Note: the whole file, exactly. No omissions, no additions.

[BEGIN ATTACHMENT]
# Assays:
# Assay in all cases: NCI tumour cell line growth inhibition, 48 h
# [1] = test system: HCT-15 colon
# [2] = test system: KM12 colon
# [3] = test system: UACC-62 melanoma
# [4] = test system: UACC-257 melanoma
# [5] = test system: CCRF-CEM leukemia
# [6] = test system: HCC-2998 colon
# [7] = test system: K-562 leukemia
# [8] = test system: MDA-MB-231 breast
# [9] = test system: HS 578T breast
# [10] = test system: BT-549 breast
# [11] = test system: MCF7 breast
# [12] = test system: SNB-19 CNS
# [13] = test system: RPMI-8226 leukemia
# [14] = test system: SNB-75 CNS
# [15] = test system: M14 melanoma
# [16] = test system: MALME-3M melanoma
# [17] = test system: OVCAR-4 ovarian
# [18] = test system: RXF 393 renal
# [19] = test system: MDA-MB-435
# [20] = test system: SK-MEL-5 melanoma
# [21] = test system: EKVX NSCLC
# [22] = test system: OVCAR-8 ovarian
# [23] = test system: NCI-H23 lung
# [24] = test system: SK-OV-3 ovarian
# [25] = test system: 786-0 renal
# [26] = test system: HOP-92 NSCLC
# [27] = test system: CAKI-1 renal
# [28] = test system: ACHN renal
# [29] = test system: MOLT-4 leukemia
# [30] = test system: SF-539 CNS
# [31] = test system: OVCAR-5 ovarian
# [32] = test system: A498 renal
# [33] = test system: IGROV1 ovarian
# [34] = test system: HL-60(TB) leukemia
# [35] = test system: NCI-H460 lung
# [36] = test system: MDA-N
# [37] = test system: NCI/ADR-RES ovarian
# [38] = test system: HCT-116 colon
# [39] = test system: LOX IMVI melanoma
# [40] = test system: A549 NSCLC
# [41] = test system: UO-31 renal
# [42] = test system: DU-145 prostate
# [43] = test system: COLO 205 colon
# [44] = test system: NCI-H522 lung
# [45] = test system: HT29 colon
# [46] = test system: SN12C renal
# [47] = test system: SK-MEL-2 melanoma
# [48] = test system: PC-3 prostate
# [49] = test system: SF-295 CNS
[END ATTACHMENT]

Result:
# Assays:
# Assay in all cases: NCI tumour cell line growth inhibition, 48 h
# [1] = test system: HCT-15 colon
# [2] = test system: KM12 colon
# [3] = test system: UACC-62 melanoma
# [4] = test system: UACC-257 melanoma
# [5] = test system: CCRF-CEM leukemia
# [6] = test system: HCC-2998 colon
# [7] = test system: K-562 leukemia
# [8] = test system: MDA-MB-231 breast
# [9] = test system: HS 578T breast
# [10] = test system: BT-549 breast
# [11] = test system: MCF7 breast
# [12] = test system: SNB-19 CNS
# [13] = test system: RPMI-8226 leukemia
# [14] = test system: SNB-75 CNS
# [15] = test system: M14 melanoma
# [16] = test system: MALME-3M melanoma
# [17] = test system: OVCAR-4 ovarian
# [18] = test system: RXF 393 renal
# [19] = test system: MDA-MB-435
# [20] = test system: SK-MEL-5 melanoma
# [21] = test system: EKVX NSCLC
# [22] = test system: OVCAR-8 ovarian
# [23] = test system: NCI-H23 lung
# [24] = test system: SK-OV-3 ovarian
# [25] = test system: 786-0 renal
# [26] = test system: HOP-92 NSCLC
# [27] = test system: CAKI-1 renal
# [28] = test system: ACHN renal
# [29] = test system: MOLT-4 leukemia
# [30] = test system: SF-539 CNS
# [31] = test system: OVCAR-5 ovarian
# [32] = test system: A498 renal
# [33] = test system: IGROV1 ovarian
# [34] = test system: HL-60(TB) leukemia
# [35] = test system: NCI-H460 lung
# [36] = test system: MDA-N
# [37] = test system: NCI/ADR-RES ovarian
# [38] = test system: HCT-116 colon
# [39] = test system: LOX IMVI melanoma
# [40] = test system: A549 NSCLC
# [41] = test system: UO-31 renal
# [42] = test system: DU-145 prostate
# [43] = test system: COLO 205 colon
# [44] = test system: NCI-H522 lung
# [45] = test system: HT29 colon
# [46] = test system: SN12C renal
# [47] = test system: SK-MEL-2 melanoma
# [48] = test system: PC-3 prostate
# [49] = test system: SF-295 CNS